Eve's room. I've put it off for a
So the background - We knew we had window repair when we moved in. We did not expect the extensive dormer repair we needed to do though. The last time we saw Eve's room was in this post here and we alluded to it here as well. We found that the floor in corner of the dormer in Eve's room was spongy and slightly black the day before we started to move in. We figured it would be best to wait to put anything in Eve's room while we assessed the damage more.
The pictures above show the initial stages of 'discovery'. We found that there was lot of dry rot as well as some large patches of mold. The wood was actually crumbling in some spots.
A large portion of the wall and floor were damaged. Jon took a long trip through the wall all the way to the other dormer to see what else he could find. Thankfully nothing looks bad between the two dormers, but the other dormer will likely need some work too.
So the next step was to order the windows, and wait. Which we did for did for about a month. But once our windows came in, we sent the kids to Grandma's and got on with the destruction.
The window and trim came out fairly easily.
|"Well there's your problem."|
The deeper we dug the more damage we found, this time on some of the sheathing.
Once the outside was taken apart a bit, we went back to the inside, and gutted most of the frame that was damaged. There was only one section that I considered somewhat structural and damaged that we left alone for later.
The next part was taking out the floor, which was one of the toughest parts of the job. It was really hard to get the circular saw in some areas. (Plus I kept hitting my head on the roofing nails through the roof). We didn't have my Mom's oscillating multitool for the dormer at all, and I'm sure it would have helped.
Prying up the floor wasn't that bad, as it wasn't glued down much at all. I was glad to see the damage didn't extend to the joists at all. Once the the floor was up, we had almost all the mold out of there.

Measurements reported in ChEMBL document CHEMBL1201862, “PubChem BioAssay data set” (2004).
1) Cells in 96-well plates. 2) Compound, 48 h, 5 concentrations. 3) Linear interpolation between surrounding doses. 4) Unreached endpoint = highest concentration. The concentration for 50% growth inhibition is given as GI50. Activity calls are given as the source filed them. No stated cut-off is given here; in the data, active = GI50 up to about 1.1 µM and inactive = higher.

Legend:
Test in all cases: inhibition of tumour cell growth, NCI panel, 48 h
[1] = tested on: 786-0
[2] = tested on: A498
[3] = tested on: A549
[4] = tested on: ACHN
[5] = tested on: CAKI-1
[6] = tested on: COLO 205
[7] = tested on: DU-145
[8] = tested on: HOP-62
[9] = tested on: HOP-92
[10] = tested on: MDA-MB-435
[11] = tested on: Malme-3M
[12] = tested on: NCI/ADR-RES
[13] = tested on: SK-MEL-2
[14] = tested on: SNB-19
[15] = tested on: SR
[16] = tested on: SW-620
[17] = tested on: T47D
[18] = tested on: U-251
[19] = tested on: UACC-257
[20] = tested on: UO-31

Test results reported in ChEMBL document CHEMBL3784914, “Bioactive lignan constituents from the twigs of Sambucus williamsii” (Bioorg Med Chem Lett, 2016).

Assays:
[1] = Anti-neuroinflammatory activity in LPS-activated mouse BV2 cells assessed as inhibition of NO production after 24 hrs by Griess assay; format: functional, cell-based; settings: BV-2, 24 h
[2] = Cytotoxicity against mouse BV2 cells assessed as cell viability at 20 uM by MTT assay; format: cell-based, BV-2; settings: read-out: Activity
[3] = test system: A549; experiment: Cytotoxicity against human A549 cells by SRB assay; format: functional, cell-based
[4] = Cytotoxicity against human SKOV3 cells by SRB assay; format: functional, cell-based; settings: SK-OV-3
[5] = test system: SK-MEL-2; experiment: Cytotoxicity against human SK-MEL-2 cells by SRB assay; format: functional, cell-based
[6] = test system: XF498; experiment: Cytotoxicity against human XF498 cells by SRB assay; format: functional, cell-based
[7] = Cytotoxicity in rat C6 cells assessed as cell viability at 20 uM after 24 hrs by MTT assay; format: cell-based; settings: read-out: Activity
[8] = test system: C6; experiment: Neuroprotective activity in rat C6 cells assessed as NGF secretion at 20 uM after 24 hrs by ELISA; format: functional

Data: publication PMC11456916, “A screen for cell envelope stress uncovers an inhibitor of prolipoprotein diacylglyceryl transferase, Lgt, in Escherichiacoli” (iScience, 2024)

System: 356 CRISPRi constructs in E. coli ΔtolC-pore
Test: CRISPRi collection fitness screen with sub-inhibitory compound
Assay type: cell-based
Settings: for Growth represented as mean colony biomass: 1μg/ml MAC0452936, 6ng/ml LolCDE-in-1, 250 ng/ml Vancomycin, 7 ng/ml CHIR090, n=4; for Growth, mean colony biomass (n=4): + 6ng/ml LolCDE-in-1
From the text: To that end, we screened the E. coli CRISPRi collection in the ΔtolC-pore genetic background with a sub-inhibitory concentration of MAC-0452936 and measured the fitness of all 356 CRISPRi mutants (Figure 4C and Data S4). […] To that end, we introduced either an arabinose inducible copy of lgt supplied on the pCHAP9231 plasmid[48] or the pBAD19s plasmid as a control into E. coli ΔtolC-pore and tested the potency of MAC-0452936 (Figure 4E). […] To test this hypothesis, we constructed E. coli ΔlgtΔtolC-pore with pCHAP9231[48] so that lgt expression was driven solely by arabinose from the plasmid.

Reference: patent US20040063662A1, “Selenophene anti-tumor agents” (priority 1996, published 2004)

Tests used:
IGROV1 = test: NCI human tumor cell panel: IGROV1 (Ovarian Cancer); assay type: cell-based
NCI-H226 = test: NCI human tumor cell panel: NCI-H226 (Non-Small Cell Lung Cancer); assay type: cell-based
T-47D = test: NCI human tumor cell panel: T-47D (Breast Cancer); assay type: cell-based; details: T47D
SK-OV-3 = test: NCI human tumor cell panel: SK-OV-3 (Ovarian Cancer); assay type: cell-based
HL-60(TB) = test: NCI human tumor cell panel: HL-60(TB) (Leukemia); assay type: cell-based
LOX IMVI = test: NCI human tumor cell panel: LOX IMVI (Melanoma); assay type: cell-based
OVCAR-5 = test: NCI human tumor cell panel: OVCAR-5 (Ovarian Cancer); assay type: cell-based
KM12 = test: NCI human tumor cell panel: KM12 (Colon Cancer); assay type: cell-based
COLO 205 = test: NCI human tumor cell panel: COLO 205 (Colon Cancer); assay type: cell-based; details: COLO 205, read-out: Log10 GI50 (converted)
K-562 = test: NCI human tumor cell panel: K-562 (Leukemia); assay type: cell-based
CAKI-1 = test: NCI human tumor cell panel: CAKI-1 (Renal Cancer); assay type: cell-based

Now to step back; From what I was reading dry rot is nothing to mess around with. The images above are two areas where we saw dry rot. I guess it can spread like crazy even through other substances. We tried to pull back at least 6" from all areas that came in contact with dry rot, but in some areas like the joists and the rafters, we couldn't.
To keep the rot from spreading, a lot of websites recommend Boracare or Tim-Bor, with Bora-Care being preferred. But $70 is a lot of money and well... we forgot to order some before we started. So I enlisted help from my scientist hubby and he made us our own Bora-Care mix. He used Boric Acid, Borax and Glycol (Antifreeze) using this site as a guide. We bought a hot plate just so we could make it outdoors and thankfully didn't get the police called on us. Meth lab anyone? ;)
At this point we 'painted' everything with our DIY Borate mix. There was a bit of a chemical smell that did eventually go away. So now we're *almost* ready to rebuild. To the right of the above picture, the floor and corner board still has some rot (some is drywall powder though). We still need to remove that section, of course, but we need to rebuild it very quickly once those boards are out.
So we Jon cut out the old boards. I can practically hear my Mom yelling at her computer a town away with this awesome electrical cord setup we have going here.
I had already placed the floor support boards between joists as well as pre-cut and measured the floor board so this step could go quickly. Once the board was fit, we screwed it in a few key spots and moved on.
Then we started rebuilding. I did the main window frame outside the window and placed it in. This was a fair chunk of work but I'll spare you the details.
Once the framing was done, we needed to finish the roof flashing, housewrap, and window flashing. Getting to the part where we could finally flash the window was so exciting. I love that 3M stuff too. Even if our Vinyl-Clad wood window sills rot out, we'll have that stuff there to stop water from taking out our floors ever again.
And with that, we put our window in! Wah-hoo!
To finish up the inside we needed to put in the insulation and moisture barrier, and then....
We still having some taping and mudding to do (even now, two months later), as well as some outside face-work, but it is so nice to be able to walk in that room without a mask on.
These pictures spanned about a month, with us mostly working only on weekends. Most of the other projects I've posted so far were done on weeknights in conjunction with this giant project.